Thursday, February 20, 2014

MAAFA continues at The DuSable Museum of African American History

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DuSomething POWERFUL!
Every Wednesday Night in February!
This Black History Month, The DuSable Museum of African American History will partner with Trinity United Church of Christ to bring you a very special program!
The DuSable Museum and the Illinois Amistad Commission present: MAAFA or the African Holocaust is a term used to describe the history and on-going effects of atrocities inflicted on African people. The MAAFA includes the Arab and Atlantic slave trades, and continued through other forms of oppression to the present day. On Wednesdays and Sundays in February 2014, The DuSable Museum of African American History will partner with Trinity United Church of Christ to present this very special programming. RSVPs Below!
NEXT UP, Wednesday, February 19, 6:30 PM
MAAFA: New Orleans (RSVP!) – (Louisiana) Louisiana documentaries on the land, people and culture - a discussion with Jihad Muhammad and filmmaker Masequa Myers
Wednesday, February 26, 6:30 PM
MAAFA: Chicago (RSVP!) – Panel Discussion with Rev Moss, Dr. Adams, Professor Chris Reed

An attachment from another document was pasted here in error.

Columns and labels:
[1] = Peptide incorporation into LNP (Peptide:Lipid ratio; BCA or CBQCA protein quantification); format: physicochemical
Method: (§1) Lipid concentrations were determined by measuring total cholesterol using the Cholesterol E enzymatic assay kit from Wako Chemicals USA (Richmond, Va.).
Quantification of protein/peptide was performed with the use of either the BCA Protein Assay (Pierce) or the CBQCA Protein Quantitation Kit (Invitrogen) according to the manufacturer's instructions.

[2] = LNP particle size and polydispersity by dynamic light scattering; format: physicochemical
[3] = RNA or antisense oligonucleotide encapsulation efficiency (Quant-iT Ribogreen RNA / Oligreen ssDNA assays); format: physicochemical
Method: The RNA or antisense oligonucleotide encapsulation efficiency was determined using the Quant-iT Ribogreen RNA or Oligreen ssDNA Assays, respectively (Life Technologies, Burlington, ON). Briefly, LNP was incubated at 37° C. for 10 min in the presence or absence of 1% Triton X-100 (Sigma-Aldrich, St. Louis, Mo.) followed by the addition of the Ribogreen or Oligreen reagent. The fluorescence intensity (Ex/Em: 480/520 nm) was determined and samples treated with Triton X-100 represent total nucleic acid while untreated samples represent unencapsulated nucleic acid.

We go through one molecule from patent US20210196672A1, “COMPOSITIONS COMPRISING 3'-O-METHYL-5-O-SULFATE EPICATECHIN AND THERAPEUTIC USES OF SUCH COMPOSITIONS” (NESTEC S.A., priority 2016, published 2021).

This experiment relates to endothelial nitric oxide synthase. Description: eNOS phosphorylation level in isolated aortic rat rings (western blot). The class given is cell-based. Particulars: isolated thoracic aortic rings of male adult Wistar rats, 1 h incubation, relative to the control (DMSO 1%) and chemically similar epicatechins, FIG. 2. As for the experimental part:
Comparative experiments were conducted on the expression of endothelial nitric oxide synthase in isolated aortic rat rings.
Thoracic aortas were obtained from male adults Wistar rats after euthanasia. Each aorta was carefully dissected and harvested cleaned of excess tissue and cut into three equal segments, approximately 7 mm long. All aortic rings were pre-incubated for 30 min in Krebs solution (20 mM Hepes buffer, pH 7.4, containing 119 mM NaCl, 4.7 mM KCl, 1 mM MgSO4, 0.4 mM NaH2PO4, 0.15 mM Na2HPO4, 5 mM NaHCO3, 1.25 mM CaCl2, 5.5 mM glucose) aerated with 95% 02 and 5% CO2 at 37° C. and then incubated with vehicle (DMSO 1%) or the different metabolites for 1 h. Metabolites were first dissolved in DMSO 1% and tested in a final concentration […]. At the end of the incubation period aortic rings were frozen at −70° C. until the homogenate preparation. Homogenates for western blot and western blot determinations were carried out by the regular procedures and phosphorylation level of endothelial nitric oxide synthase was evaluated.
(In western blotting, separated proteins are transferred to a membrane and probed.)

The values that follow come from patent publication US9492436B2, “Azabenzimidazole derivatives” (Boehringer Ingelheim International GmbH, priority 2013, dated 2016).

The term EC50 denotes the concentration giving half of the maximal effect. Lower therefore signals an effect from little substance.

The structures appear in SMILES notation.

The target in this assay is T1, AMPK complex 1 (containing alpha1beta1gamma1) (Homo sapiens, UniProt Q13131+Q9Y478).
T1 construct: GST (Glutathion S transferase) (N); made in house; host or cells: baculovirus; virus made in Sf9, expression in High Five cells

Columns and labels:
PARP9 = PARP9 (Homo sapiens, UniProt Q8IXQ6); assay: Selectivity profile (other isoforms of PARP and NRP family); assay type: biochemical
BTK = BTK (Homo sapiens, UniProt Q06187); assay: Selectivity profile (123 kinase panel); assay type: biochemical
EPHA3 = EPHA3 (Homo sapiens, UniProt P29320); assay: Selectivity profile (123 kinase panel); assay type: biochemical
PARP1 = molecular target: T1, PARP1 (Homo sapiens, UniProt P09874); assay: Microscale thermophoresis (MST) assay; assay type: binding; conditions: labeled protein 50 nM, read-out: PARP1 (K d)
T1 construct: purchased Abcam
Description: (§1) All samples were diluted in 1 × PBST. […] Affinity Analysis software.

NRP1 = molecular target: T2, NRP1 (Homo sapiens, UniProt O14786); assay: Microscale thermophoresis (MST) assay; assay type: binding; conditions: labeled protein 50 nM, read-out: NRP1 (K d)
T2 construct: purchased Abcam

Explore the Spirit of MAAFA: Journey of Remembrance!
Sunday Services at Trinity United Church of Christ

400 West 95th Street Chicago, Illinois 60628
773 962-5650
Sunday, February 16th TrinityUCC Chicago!
Jazz Singer Tracey Eileen
In the pre-Civil War United States, Solomon Northup, a free black man from upstate New York, is abducted and sold into slavery. During Solomon’s 12 years of forced enslavement he faces cruelty at the hands of a malevolent slave owner, as well as unexpected kindnesses; Solomon struggles not only to stay alive, but to retain his dignity. Join us as we dissect Solomon’s harrowing true story from enslavement to freedom.The Film is rated R. Children under the age of 17 must be accompanied by an adult. Purchase Tickets Today! For More information call 773 947-0600 EXT 255 DATE: Thursday, February 20, 2014; TIME: 6:30pm – 9:00pm; COST: Admission: $5.00